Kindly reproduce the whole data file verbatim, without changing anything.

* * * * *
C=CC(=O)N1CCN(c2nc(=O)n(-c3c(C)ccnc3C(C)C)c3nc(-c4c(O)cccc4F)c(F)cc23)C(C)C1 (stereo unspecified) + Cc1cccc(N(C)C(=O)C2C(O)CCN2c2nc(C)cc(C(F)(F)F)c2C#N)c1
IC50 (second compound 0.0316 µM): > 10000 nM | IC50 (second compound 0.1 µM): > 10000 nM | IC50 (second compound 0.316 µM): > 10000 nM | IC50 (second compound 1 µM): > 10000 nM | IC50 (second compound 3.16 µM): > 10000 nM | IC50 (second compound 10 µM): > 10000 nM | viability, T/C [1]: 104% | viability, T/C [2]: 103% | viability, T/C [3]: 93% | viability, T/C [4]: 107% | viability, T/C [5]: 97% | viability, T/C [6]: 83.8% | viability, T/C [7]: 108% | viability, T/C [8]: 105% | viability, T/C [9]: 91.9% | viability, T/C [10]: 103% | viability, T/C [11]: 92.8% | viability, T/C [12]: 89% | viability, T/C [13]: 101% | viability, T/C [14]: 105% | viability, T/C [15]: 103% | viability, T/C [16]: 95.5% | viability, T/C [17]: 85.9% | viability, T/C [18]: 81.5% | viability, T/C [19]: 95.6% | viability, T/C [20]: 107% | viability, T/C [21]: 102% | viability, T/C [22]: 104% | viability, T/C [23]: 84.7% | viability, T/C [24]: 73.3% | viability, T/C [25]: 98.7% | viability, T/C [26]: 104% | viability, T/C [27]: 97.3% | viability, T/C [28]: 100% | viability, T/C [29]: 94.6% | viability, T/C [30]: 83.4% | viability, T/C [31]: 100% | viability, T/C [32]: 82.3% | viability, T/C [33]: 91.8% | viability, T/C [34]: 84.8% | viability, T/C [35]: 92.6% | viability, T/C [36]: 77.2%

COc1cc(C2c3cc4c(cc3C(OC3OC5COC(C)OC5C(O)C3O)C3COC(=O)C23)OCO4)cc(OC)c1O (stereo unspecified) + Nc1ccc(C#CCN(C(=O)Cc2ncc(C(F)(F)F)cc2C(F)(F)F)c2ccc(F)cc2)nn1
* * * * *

C=CC(=O)N1CCN(c2nc(=O)n(-c3c(C)ccnc3C(C)C)c3nc(-c4c(O)cccc4F)c(F)cc23)C(C)C1 (stereo unspecified) + Cc1cccc(N(C)C(=O)C2C(O)CCN2c2nc(C)cc(C(F)(F)F)c2C#N)c1
IC50 (second compound 0.0316 µM): > 10000 nM | IC50 (second compound 0.1 µM): > 10000 nM | IC50 (second compound 0.316 µM): > 10000 nM | IC50 (second compound 1 µM): > 10000 nM | IC50 (second compound 3.16 µM): > 10000 nM | IC50 (second compound 10 µM): > 10000 nM | viability, T/C [1]: 104% | viability, T/C [2]: 103% | viability, T/C [3]: 93% | viability, T/C [4]: 107% | viability, T/C [5]: 97% | viability, T/C [6]: 83.8% | viability, T/C [7]: 108% | viability, T/C [8]: 105% | viability, T/C [9]: 91.9% | viability, T/C [10]: 103% | viability, T/C [11]: 92.8% | viability, T/C [12]: 89% | viability, T/C [13]: 101% | viability, T/C [14]: 105% | viability, T/C [15]: 103% | viability, T/C [16]: 95.5% | viability, T/C [17]: 85.9% | viability, T/C [18]: 81.5% | viability, T/C [19]: 95.6% | viability, T/C [20]: 107% | viability, T/C [21]: 102% | viability, T/C [22]: 104% | viability, T/C [23]: 84.7% | viability, T/C [24]: 73.3% | viability, T/C [25]: 98.7% | viability, T/C [26]: 104% | viability, T/C [27]: 97.3% | viability, T/C [28]: 100% | viability, T/C [29]: 94.6% | viability, T/C [30]: 83.4% | viability, T/C [31]: 100% | viability, T/C [32]: 82.3% | viability, T/C [33]: 91.8% | viability, T/C [34]: 84.8% | viability, T/C [35]: 92.6% | viability, T/C [36]: 77.2%

COc1cc(C2c3cc4c(cc3C(OC3OC5COC(C)OC5C(O)C3O)C3COC(=O)C23)OCO4)cc(OC)c1O (stereo unspecified) + Nc1ccc(C#CCN(C(=O)Cc2ncc(C(F)(F)F)cc2C(F)(F)F)c2ccc(F)cc2)nn1